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Community continues to respond as coronavirus hits Kentucky

Kelli Crosby looked dismayed as she stared at the shelves where the sanitary face masks had been, but they were all gone. So were the disposable gloves a few feet down the aisle.

“There are none anywhere,” she said.

Crosby was at the Walgreens at Colby Road and the Bypass, and said she had been all over Winchester and Richmond looking for the masks and was going to try Lexington.

There’s no hand sanitizer, no rubbing alcohol, no masks, no gloves, she said.

Coronavirus panic has resulted in a run on hygienic items that are normally easy to find.

At the CVS pharmacy, it was the same. No face masks. Bare shelves where the hand sanitizer had been.

The new Hometown Pharmacy on the Bypass had some bottles of rubbing alcohol, but little else.

Medical professionals have been saying that the disposable surgical masks are not that effective in keeping people who are not ill from getting a virus, but are more effective for sick people to keep them from coughing, sneezing or breathing on others.

Others say hand sanitizers aren’t the best way to clean your hands anyway. A pharmacist at Hometown Pharmacy said people who want to try to protect themselves from the virus should wash their hands often.

Schools monitoring virus outbreak

Harrison County schools were closed this week after three adults in that county were confirmed to have coronavirus, but as of Tuesday, it is the only school district that was shut down.

Schools remain open in Fayette and Jefferson counties, where there have also been cases confirmed, but none have involved children.

As of Tuesday morning, there were six confirmed cases in the state.

Clark County Schools Superintendent Paul Christy said it has not yet been determined what his school district would do if there were a confirmed case of the potentially-deadly virus in this community.

“If we have a confirmed case, we’ll work closely with the CDC and the Health Department,” he said, and will follow their recommendation on how to respond. “If that means shutting down, we’ll shut down,” he said.

That would be a decision of the Clark County Board of Education, not his administration, Christy mentioned.

The Centers for Disease Control and Prevention is the federal agency coordinating the national response to the COVID-19 outbreak in the U.S., and the Department of Public Health in Frankfort is taking the lead on the state’s response.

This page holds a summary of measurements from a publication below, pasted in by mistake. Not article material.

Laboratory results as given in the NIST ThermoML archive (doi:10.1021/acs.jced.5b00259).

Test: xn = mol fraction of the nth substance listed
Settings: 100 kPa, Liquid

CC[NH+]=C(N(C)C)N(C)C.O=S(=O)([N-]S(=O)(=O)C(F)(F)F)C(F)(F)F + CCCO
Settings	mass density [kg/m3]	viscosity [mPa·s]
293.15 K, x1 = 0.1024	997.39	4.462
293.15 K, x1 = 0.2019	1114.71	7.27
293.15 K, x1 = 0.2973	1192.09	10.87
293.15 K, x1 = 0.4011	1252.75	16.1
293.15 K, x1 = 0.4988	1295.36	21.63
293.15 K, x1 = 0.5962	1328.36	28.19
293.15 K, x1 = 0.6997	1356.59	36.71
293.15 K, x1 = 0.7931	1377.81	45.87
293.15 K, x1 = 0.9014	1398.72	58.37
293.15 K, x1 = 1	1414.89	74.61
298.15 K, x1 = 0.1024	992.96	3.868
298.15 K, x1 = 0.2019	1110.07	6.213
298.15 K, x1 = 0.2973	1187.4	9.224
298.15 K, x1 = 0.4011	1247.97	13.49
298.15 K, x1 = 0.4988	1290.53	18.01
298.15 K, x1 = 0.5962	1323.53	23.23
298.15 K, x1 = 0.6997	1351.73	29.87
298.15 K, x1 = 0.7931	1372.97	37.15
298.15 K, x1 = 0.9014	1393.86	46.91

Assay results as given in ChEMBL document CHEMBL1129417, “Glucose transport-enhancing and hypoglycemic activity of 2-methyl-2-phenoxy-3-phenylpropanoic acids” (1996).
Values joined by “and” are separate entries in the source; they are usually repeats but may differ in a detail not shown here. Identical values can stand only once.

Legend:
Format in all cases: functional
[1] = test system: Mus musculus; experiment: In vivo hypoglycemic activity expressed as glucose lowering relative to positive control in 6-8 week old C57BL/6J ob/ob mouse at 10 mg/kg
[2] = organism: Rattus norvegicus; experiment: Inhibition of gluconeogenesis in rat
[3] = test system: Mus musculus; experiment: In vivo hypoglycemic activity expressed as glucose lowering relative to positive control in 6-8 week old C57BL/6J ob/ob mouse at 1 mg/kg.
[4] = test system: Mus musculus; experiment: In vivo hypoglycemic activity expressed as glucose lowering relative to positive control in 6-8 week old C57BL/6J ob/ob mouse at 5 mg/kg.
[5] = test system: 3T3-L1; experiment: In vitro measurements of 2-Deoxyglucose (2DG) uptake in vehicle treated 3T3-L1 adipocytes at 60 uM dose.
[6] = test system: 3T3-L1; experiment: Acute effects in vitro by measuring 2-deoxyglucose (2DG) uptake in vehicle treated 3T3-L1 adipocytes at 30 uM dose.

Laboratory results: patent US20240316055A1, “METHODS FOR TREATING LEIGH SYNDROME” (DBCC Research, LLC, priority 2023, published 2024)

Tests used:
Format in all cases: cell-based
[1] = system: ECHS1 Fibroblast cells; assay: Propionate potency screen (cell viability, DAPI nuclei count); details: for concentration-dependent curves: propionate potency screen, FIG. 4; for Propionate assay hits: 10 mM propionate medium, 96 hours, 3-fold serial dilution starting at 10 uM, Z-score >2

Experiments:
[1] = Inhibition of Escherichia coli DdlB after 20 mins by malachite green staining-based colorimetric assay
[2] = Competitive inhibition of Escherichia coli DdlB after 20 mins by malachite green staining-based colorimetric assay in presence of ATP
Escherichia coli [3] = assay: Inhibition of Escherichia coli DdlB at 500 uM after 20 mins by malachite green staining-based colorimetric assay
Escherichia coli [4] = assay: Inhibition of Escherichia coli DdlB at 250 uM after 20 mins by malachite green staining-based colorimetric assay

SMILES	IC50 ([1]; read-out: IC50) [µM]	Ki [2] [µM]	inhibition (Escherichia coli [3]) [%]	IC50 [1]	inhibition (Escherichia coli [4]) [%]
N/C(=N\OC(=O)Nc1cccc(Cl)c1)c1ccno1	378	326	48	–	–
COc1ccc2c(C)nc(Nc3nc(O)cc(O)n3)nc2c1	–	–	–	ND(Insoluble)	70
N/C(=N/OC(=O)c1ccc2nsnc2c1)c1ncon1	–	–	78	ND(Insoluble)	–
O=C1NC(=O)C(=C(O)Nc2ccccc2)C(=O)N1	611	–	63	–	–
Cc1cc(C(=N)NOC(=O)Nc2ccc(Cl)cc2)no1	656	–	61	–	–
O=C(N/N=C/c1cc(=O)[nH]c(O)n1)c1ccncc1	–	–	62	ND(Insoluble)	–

Christy and other Clark County School District officials took part in a discussion Monday with emergency service personnel, public officials, representatives of Clark Regional Medical Center and other participants, and they are planning an emergency response exercise sometime in the next several days, possibly next week, according to Emergency Management Director Gary Epperson.

“I think there was a little bit of panic” when Harrison County Schools closed, Christy said. “Since that time, we’ve learned a lot about the virus.”

“I’m not sure it has to mean closing the entire school system,” he said.

In the meantime, Christy said, the administration is having custodians come into every school twice a month on weekends to do “deep cleaning” in addition to the routine cleaning done on week days.

He said the custodians have chemicals to kill coronavirus, MRSA, influenza and other viruses on surfaces, and they are cleaning the walls from five feet down, as well as desktops, cafeteria tables, desks, restrooms, door handles and anything else children and adults might touch.

Whenever a school bus comes in from a run, it too is disinfected, he said.

The superintendent said Clark County Public Schools does not have nontraditional instruction days like some schools where students and teachers work from home via computer, but the district does have two or three days built into its calendar when it can close the schools without affecting the schedule. The board, however, would have to decide whether or not to use those.

“That’s something we’ll look at,” he said.

“We are monitoring it closely, and we’re doing everything we can to prevent it, but in case it does happen, we’re working closely” with the Centers for Disease Control and Prevention and the Department of Public Health and Clark County Health Department, and “we’ll do whatever we can to make it safe for our kids,” Christy said.

About Randy Patrick

Randy Patrick is a reporter for Bluegrass Newsmedia, which includes The Jessamine Journal. He may be reached at 859-759-0015 or by email at

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